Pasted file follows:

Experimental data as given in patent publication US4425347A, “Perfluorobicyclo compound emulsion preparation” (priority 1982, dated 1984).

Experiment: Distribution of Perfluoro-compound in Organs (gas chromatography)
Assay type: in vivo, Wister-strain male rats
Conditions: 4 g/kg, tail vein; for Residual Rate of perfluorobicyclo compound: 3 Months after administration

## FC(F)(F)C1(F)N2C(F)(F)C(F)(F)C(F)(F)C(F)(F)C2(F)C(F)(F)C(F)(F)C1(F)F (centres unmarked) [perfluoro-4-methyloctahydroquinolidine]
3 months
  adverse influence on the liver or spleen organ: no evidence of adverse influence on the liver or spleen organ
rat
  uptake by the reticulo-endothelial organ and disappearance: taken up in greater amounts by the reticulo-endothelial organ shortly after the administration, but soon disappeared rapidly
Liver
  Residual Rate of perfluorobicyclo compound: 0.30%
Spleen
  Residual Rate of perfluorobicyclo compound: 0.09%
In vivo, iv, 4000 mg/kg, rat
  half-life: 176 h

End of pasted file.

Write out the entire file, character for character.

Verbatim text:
Experimental data as given in patent publication US4425347A, “Perfluorobicyclo compound emulsion preparation” (priority 1982, dated 1984).

Experiment: Distribution of Perfluoro-compound in Organs (gas chromatography)
Assay type: in vivo, Wister-strain male rats
Conditions: 4 g/kg, tail vein; for Residual Rate of perfluorobicyclo compound: 3 Months after administration

## FC(F)(F)C1(F)N2C(F)(F)C(F)(F)C(F)(F)C(F)(F)C2(F)C(F)(F)C(F)(F)C1(F)F (centres unmarked) [perfluoro-4-methyloctahydroquinolidine]
3 months
  adverse influence on the liver or spleen organ: no evidence of adverse influence on the liver or spleen organ
rat
  uptake by the reticulo-endothelial organ and disappearance: taken up in greater amounts by the reticulo-endothelial organ shortly after the administration, but soon disappeared rapidly
Liver
  Residual Rate of perfluorobicyclo compound: 0.30%
Spleen
  Residual Rate of perfluorobicyclo compound: 0.09%
In vivo, iv, 4000 mg/kg, rat
  half-life: 176 h